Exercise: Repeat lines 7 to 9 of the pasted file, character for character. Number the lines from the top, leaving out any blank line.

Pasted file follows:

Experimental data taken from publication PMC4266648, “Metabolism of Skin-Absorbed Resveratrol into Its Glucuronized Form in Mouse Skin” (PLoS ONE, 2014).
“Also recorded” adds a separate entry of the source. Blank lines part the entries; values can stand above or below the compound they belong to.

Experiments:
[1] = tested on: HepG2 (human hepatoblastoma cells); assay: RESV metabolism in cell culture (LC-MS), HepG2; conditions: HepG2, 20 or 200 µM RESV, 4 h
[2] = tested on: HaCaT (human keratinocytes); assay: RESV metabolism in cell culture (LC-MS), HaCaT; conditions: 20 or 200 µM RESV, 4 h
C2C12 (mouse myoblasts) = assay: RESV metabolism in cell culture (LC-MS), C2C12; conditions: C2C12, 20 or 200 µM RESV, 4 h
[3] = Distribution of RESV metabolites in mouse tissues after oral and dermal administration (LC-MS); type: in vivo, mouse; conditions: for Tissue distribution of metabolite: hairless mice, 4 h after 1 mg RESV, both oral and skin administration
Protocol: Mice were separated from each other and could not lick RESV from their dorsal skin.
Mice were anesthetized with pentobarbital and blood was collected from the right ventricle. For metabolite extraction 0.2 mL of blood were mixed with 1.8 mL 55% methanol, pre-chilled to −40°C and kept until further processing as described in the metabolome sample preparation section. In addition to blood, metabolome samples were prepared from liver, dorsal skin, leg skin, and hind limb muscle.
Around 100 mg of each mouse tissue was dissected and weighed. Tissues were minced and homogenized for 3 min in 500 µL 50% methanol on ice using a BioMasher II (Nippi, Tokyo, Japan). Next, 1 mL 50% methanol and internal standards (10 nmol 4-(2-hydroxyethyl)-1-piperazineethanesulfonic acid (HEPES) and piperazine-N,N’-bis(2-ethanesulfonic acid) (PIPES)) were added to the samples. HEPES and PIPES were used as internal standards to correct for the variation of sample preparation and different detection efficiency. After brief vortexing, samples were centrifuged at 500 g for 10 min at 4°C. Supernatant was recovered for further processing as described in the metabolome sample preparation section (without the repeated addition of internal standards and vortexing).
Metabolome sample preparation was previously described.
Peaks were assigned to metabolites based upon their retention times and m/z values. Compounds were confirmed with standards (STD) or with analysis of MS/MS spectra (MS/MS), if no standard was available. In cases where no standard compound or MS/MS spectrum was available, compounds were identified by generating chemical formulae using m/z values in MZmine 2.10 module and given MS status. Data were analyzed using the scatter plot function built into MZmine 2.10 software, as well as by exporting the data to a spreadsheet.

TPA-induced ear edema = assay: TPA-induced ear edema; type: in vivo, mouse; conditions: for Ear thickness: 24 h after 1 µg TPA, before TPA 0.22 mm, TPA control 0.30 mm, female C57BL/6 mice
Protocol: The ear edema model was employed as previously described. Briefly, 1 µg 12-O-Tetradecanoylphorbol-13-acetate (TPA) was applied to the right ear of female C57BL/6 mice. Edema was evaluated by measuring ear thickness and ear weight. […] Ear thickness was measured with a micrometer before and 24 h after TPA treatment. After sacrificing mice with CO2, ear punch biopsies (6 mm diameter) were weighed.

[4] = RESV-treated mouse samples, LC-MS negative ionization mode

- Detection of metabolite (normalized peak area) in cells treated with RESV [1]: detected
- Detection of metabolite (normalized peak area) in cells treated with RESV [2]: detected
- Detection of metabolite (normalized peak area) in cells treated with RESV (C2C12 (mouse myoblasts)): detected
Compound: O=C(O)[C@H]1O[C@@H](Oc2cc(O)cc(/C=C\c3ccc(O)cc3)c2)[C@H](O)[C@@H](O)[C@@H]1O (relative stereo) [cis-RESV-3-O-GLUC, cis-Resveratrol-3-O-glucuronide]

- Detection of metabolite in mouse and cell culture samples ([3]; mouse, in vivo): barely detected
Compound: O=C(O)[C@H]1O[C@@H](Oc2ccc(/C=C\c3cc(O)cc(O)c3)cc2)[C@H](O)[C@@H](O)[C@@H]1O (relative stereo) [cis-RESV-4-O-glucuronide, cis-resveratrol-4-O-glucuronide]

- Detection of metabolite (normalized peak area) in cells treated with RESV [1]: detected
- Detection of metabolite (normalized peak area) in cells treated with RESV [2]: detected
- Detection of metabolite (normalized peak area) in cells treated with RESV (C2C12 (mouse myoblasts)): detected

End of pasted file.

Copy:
[3] = Distribution of RESV metabolites in mouse tissues after oral and dermal administration (LC-MS); type: in vivo, mouse; conditions: for Tissue distribution of metabolite: hairless mice, 4 h after 1 mg RESV, both oral and skin administration
Protocol: Mice were separated from each other and could not lick RESV from their dorsal skin.
Mice were anesthetized with pentobarbital and blood was collected from the right ventricle. For metabolite extraction 0.2 mL of blood were mixed with 1.8 mL 55% methanol, pre-chilled to −40°C and kept until further processing as described in the metabolome sample preparation section. In addition to blood, metabolome samples were prepared from liver, dorsal skin, leg skin, and hind limb muscle.